94 Epelle, S. (6. c. 1929), The Promise of Nigeria (London, 1960), 15.Google Scholar

95 Arikpo, O. (b. 1916), Who are the Nigerians? (Lagos, n. d. [1957?]), 32Google Scholar; also Mbadiwe, K. O., ‘Nigeria in the new commonwealth’ (London, 1956), 3Google Scholar, in Fabian Colonial Papers, Rhodes House, Oxford, Box 83/2.

96 Biobaku, S. O. (b. 1918), The Origin of the Yoruba (Lagos, 1955; repr. 1971), 22.Google Scholar

97 Biobaku claimed that his profession owned the tools to rise above the myth and distortion permeating existing oral and written Yoruba historiography. See his ‘The problem of traditional history with special reference to Yoruba traditions’, J. Hist. Soc. Nigeria, I (1956), 43–7.Google Scholar

98 Biobaku, , Origin, 6, 20.Google Scholar Biobaku also notes (13) physical resemblances between the Yoruba and north-east Africans to support his theory. We should note that in the context of Yoruba rather than West African history, Solanke also suggested that his ancient ‘Ife culture’ was imported rather than homegrown: Lectures Delivered, 2–3.

99 The lectures were broadcast on radio in the 1950s, reproduced for visitors attending the Independence celebrations in 1960, and reprinted by popular demand in 1971: Biobaku, , Origin, 34.Google Scholar For similar claims about the special roots of the ‘Yoruba race’ and the common background of all Nigerians, cf. Ojo, S., The Origin of the Yorubas, Part I (3rd ed., Ibadan, 1953), 712.Google Scholar

100 Ughulu, E. O. (b. 1906), The Short History of (Esan) Ishan-Benin (Lagos, 1950), 211.Google Scholar

101 Umo, R. Kano, History of Aro Settlements (Yaba, n. d. [1950?]), 12Google Scholar; also Oji, B. A. (b. 1907), Social and Political History of Nigeria for Schools and Colleges (Aba, 1951), 2831.Google Scholar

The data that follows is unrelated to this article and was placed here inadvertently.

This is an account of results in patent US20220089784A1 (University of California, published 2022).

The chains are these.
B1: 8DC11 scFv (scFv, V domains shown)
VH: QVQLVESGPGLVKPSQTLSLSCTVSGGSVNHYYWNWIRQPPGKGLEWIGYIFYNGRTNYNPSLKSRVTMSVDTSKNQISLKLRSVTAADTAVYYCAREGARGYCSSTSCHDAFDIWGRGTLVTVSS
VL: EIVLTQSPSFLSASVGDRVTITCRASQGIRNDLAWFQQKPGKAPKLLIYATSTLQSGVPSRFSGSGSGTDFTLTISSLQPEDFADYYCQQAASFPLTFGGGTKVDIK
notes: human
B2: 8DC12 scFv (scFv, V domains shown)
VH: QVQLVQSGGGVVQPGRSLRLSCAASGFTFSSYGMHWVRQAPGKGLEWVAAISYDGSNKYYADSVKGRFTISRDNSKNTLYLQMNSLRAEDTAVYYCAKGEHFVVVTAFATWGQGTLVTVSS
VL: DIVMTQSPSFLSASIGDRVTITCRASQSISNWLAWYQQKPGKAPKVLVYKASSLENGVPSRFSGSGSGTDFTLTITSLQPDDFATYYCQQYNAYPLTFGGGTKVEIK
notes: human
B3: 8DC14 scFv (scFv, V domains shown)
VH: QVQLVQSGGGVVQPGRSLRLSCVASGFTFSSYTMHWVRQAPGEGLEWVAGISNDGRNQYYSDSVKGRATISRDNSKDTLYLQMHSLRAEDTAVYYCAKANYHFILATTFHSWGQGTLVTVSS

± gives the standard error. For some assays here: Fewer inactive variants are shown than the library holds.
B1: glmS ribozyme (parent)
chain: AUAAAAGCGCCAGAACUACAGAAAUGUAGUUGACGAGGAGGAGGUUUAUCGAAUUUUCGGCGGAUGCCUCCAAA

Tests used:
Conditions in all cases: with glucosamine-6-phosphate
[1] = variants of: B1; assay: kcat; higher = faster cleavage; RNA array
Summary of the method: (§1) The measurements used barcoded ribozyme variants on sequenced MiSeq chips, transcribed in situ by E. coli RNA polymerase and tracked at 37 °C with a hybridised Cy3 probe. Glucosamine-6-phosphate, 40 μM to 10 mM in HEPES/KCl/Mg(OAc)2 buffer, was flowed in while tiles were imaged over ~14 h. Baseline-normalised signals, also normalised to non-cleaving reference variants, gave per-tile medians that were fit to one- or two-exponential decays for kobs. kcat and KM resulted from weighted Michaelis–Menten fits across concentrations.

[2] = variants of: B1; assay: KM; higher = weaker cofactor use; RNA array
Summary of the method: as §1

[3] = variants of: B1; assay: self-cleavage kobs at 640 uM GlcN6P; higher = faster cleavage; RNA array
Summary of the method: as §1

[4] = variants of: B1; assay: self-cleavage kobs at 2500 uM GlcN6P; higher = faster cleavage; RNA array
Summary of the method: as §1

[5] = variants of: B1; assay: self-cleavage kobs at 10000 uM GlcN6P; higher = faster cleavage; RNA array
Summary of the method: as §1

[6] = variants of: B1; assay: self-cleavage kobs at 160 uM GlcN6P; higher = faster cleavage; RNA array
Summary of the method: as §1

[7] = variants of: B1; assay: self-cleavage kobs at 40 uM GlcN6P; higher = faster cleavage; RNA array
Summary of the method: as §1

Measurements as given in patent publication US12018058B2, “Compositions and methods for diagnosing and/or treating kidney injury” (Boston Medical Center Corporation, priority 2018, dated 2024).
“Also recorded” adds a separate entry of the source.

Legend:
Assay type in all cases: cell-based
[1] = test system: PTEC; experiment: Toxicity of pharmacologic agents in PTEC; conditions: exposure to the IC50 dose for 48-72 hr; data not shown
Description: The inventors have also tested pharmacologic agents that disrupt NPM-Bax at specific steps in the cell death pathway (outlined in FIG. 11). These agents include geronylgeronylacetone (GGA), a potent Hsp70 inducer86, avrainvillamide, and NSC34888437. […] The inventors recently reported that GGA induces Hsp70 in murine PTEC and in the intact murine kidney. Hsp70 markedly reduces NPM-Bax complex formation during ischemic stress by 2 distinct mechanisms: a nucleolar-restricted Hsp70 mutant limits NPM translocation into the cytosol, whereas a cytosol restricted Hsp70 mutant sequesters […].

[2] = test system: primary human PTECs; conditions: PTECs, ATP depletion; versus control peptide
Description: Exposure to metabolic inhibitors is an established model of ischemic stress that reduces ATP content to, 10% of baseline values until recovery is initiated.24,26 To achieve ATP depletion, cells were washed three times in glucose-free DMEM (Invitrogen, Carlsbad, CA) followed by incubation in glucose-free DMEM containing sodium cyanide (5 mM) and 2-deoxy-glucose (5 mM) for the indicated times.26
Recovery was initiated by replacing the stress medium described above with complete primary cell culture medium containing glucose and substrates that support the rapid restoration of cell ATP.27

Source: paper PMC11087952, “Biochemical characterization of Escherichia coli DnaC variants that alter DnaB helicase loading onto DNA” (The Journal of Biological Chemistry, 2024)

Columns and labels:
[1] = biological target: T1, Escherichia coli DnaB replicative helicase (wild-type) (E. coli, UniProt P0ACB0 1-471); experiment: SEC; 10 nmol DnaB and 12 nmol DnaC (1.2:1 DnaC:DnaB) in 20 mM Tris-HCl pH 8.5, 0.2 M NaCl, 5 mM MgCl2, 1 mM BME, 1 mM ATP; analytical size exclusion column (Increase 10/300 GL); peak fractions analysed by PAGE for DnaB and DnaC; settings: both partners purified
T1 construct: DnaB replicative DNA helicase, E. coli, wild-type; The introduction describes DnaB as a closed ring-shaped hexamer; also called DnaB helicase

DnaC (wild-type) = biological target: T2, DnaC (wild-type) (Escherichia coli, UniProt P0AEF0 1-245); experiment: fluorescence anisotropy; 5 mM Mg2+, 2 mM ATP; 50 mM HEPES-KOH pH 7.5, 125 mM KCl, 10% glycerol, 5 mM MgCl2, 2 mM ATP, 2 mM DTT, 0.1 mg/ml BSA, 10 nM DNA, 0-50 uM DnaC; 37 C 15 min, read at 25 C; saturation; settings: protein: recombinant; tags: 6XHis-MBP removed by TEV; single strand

102 Ike, A. (b. 1918), The Origin of the Ibos, (2nd ed., Aba, n. d. [1951]), 8.Google Scholar See also Ijeomanta's, E. K. account discussed in Afigbo, ‘Traditions’, 2.Google Scholar

103 Numa, F. Y. (b. 1916), The Pride of Urhobo Nation (Lagos, 1950), 613.Google ScholarEgharevba, J. U. (b. 1897) traced Benin roots through Ife to Egypt: A Short History of Benin (2nd ed., rev. and en I., Benin, 1953), 1.Google Scholar

104 Aye, E. U., Old Calabar Through the Centuries (Calabar, 1967), 30.Google Scholar

105 Kenyo, E. A. (b. 1902), Origin of the Progenitor of the Yoruba Race (Lagos, 1950), 9, 1214.Google Scholar

106 Fajemisin, R. A. (b. 1897), Primacy in Post-Oduduwa Yorubaland (IIesa, 1984), 115.Google Scholar Fajemisin's writing reflects his membership in Lucas's generation.

107 IIuri (b. 1917) is discussed in Falola, , ‘Alternative History’, 6Google Scholar; and Farias, P. F. de Moraes, ‘“Yoruba origins” revisited by Muslims’, in Farias and Barber (eds. ), SelfAssertion, 134–43.Google Scholar

108 Fagg, B. E. B., ‘The Nok culture in prehistory’, J. Hist. Soc. Nigeria, I (1959), 293.Google Scholar Fagg was Director of the Nigerian Department of Antiquities.